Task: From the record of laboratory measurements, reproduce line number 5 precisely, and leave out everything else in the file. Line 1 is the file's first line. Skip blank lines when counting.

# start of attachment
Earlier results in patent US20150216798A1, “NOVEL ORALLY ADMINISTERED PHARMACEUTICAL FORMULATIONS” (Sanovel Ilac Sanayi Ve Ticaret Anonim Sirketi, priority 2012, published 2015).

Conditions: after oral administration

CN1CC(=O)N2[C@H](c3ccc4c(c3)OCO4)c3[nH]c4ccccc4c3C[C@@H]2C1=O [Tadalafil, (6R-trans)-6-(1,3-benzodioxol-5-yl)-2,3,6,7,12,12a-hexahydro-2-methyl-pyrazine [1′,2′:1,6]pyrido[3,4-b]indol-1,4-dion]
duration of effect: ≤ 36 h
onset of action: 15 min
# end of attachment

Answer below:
onset of action: 15 min